Best Practices: Working with Productions

Use these storage best practices when setting up Productions in Premiere Pro.

Productions can be saved anywhere just like if you were working with a single project file. However, a networked shared storage system is required for a team of editors to collaborate in a production.

 Productions in Premiere Pro can work on a wide range of available storage solutions. Because productions can work on many systems, Adobe does not validate compatibility for specific storage systems. Before purchasing or renting a shared storage solution ask if it has been tested to work with productions in Premiere Pro. 

General best practices for using Productions on shared storage

  • Network Attached Storage (NAS) systems usually offer multiple ways to connect. When choosing between options like SMB, AFP, or NFS always prefer connecting with SMB.
  • Premiere Pro can handle translating path differences between macOS and Windows. For best results on macOS make sure the same volume name is used on all systems. On Windows make sure to map the share to a drive letter that is the same on all systems.
  • Other types of shared storage systems that use proprietary file systems or client applications to connect can work with Productions assuming they provide updates to the file system in a way Premiere Pro can understand. Check with the storage provider to see if they support Productions.
  • Scratch disks (Auto Save, Preview Files, etc) are safe to put on shared storage. Productions will set the scratch disks next to the Production folder by default and the location can be configured in Production Settings.
  • Media Cache Files and Media Cache Database are recommended to stay either in their default location on the system boot drive or on a separate fast SSD directly attached to each workstation. Adobe does not recommend and cannot support configurations where Media Cache files are placed on shared storage.
  • Like with traditional hard drives, a faster connection will generally yield better performance. A 1Gbps connection speed per workstation is the minimum for working in a Production. For greater than HD frame sizes and larger Productions a faster connection like 10Gbps is recommended. The more users working simultaneously in a Production, the faster the storage system and network need to be.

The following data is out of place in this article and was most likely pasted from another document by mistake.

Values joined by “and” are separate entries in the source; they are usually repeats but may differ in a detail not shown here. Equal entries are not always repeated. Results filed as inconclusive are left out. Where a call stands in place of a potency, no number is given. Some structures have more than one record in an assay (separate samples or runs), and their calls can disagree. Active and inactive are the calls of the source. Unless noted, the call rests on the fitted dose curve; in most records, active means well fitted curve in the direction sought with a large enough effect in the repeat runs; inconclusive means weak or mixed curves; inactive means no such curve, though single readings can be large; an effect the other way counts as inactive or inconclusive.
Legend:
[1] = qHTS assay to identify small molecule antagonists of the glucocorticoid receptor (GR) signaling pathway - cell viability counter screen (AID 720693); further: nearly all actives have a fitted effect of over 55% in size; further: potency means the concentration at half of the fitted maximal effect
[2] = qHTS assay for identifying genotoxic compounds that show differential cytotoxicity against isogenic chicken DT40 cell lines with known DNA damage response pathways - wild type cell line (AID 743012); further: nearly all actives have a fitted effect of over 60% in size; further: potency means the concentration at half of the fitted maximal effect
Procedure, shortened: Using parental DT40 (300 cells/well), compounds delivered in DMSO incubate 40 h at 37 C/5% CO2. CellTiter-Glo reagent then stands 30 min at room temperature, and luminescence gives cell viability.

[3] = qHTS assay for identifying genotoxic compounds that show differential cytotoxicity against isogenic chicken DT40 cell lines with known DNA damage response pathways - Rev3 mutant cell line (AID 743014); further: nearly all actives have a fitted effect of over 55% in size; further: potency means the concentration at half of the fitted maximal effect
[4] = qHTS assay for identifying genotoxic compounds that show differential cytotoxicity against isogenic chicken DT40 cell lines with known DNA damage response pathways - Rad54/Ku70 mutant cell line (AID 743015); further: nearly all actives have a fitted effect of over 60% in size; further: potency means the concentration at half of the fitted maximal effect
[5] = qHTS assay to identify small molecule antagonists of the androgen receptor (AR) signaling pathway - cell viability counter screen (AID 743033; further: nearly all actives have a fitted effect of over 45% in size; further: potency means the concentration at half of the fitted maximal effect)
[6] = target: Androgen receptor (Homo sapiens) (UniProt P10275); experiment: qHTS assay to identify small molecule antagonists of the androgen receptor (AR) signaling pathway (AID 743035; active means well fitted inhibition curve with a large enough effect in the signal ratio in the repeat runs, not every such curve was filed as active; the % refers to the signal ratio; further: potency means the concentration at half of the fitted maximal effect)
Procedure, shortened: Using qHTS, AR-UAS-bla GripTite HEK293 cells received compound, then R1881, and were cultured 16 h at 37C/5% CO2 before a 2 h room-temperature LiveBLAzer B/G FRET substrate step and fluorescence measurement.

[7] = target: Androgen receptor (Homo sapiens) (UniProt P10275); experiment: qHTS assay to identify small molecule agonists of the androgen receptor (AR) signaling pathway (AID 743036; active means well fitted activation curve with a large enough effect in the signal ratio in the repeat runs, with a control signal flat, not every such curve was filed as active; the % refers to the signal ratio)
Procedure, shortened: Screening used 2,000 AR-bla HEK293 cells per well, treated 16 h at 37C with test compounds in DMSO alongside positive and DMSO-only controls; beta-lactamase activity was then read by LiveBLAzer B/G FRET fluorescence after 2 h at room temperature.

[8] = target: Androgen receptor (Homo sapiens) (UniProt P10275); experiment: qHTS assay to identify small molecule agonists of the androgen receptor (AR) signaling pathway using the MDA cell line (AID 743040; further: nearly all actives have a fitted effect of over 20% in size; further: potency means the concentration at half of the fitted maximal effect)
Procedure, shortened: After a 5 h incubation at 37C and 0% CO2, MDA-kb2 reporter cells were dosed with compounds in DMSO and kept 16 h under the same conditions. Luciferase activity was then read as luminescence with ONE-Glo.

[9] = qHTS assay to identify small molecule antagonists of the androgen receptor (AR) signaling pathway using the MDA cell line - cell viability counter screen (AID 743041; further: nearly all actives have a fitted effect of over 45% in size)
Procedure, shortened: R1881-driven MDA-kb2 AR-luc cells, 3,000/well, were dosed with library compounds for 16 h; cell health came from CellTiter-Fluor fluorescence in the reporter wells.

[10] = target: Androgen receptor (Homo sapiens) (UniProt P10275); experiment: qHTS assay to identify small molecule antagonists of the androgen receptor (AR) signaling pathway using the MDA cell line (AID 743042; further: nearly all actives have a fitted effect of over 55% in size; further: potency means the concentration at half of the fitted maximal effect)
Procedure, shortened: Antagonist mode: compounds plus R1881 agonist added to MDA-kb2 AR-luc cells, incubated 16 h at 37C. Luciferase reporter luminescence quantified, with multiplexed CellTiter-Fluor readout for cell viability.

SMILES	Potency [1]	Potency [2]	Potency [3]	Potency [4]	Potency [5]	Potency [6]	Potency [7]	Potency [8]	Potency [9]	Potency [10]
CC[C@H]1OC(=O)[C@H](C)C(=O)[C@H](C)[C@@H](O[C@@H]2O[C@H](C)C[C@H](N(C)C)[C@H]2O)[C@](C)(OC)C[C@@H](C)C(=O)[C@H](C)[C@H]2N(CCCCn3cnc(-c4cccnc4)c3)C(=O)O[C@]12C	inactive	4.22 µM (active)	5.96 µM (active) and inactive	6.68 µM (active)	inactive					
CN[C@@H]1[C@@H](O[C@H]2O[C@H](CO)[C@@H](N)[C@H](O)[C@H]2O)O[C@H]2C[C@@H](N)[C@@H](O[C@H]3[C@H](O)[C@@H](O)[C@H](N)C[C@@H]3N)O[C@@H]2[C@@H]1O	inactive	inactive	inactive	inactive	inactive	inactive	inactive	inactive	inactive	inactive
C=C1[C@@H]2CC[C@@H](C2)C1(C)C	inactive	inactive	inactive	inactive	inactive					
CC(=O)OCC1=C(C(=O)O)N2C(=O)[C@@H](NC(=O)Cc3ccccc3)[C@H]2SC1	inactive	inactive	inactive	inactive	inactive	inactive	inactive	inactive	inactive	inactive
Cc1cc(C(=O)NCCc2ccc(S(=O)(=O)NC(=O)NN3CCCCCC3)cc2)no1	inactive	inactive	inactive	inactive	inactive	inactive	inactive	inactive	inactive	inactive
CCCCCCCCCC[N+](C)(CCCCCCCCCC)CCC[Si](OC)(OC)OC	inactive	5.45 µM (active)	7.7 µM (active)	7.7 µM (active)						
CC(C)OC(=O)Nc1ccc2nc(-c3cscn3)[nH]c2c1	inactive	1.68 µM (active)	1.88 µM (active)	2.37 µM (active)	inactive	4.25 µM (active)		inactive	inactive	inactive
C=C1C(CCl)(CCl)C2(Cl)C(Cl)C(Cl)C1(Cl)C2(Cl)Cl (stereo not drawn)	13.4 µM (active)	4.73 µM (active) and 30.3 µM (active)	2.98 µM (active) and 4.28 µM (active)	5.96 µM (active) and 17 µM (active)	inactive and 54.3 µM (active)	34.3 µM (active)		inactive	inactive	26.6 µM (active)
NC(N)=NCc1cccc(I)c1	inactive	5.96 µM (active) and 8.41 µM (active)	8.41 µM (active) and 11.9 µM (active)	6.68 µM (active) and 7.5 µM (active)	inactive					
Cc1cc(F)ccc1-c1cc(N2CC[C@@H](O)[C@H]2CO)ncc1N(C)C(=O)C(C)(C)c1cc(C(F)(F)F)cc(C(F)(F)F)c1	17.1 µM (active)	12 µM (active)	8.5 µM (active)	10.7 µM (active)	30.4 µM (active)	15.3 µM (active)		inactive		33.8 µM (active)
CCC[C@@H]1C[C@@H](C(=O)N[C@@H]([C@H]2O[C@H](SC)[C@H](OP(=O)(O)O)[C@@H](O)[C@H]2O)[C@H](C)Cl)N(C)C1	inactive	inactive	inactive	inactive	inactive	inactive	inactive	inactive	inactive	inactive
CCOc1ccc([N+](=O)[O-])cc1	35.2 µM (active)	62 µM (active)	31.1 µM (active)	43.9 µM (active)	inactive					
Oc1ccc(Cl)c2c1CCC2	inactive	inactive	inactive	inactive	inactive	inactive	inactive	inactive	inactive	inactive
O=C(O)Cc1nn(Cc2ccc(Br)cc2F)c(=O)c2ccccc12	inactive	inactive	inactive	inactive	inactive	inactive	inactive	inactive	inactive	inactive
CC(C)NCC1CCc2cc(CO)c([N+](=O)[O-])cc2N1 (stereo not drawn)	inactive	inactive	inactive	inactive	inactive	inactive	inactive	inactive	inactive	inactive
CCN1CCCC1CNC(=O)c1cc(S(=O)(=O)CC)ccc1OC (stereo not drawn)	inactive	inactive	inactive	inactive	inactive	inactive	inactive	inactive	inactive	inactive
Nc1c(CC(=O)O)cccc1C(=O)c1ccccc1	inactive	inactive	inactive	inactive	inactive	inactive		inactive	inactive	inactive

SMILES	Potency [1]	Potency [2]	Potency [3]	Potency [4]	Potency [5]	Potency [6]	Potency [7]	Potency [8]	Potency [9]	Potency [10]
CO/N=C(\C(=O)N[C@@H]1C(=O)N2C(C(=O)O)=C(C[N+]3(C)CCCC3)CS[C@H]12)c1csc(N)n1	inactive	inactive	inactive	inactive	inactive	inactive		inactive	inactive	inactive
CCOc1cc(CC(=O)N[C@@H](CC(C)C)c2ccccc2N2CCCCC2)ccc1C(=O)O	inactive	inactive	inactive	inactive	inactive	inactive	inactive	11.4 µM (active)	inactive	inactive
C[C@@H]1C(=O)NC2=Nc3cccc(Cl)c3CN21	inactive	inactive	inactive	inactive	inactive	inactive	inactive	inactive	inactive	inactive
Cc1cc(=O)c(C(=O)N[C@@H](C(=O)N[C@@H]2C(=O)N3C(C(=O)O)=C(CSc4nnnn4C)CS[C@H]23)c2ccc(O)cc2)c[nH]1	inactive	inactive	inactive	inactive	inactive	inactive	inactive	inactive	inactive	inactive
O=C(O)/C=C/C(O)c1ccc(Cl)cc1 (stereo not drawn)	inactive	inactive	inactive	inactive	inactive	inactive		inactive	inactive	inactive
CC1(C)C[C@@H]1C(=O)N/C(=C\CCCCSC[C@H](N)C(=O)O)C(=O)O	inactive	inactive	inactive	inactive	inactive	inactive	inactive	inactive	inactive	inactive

• Like with traditional hard drives, a faster connection will generally yield better performance. A 1Gbps connection speed per workstation is the minimum for working in a Production. For greater than HD frame sizes and larger Productions a faster connection like 10Gbps is recommended. The more users working simultaneously in a Production, the faster the storage system and network need to be.
  • While it is safe to store a production in a consumer file syncing service (Dropbox, Google Drive, etc), doing so is not recommended to simulate a shared storage system. Collaboration with Productions is not designed to work with these services.

Server time and productions

Core parts of collaborating with productions rely on the timestamps of files as reported by the file system. With shared storage systems there is usually a configurable date and time setting. Always check that your editing system time matches the storage server’s time.

The easiest way to ensure this is to set the server to communicate with an NTP time server. If this is not an option, manually set the time as close as possible. Check the server time often to make sure it has not drifted. More than a few minutes time difference can lead to unexpected behavior in Premiere Pro.

Storage vendors who have tested Productions

Productions in Premiere Pro has been tested and qualified by the following Adobe technology partners:

Technology partner webinar recordings:

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